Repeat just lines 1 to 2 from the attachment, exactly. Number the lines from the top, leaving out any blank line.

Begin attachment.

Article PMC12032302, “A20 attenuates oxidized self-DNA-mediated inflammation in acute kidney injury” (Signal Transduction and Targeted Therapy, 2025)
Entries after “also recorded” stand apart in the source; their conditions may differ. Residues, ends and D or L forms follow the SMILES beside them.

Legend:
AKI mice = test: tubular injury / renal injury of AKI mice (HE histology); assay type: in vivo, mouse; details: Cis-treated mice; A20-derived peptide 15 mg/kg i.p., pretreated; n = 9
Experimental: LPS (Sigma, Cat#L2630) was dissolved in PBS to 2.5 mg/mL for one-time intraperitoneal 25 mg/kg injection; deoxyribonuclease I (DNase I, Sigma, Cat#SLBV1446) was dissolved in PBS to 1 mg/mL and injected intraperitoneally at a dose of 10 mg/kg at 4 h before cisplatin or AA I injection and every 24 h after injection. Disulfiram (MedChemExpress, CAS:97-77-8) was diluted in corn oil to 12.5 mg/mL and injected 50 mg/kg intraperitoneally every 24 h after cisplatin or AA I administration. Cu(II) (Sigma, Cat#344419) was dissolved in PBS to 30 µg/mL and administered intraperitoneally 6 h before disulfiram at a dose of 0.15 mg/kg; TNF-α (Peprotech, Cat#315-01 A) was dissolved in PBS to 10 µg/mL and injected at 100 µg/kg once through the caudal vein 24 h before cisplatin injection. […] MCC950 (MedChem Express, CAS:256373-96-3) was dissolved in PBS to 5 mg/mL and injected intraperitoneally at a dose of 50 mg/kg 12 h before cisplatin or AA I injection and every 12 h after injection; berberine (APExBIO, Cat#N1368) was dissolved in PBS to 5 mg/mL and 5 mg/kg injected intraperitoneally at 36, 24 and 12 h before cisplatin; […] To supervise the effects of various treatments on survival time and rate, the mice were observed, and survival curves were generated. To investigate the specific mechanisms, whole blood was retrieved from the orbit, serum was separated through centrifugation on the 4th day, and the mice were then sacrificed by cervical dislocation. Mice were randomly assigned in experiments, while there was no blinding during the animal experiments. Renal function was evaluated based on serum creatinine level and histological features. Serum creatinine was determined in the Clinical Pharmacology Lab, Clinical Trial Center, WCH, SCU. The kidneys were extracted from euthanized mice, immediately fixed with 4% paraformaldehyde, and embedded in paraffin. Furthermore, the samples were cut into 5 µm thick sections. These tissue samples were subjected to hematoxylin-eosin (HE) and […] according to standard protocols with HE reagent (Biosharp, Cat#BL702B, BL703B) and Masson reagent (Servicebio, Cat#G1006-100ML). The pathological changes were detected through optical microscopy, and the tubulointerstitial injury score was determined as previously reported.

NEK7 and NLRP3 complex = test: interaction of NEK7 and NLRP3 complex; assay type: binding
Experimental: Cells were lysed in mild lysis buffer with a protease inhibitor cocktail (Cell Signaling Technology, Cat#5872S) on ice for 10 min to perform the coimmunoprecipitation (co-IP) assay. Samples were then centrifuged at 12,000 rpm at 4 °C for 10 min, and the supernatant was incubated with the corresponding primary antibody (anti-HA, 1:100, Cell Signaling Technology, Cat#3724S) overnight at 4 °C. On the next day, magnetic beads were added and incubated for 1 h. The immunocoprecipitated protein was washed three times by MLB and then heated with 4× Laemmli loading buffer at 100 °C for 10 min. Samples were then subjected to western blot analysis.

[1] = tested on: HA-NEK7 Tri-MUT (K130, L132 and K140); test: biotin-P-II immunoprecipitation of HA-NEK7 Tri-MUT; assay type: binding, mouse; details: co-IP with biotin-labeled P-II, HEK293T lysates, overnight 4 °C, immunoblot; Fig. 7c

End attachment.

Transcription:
Article PMC12032302, “A20 attenuates oxidized self-DNA-mediated inflammation in acute kidney injury” (Signal Transduction and Targeted Therapy, 2025)
Entries after “also recorded” stand apart in the source; their conditions may differ. Residues, ends and D or L forms follow the SMILES beside them.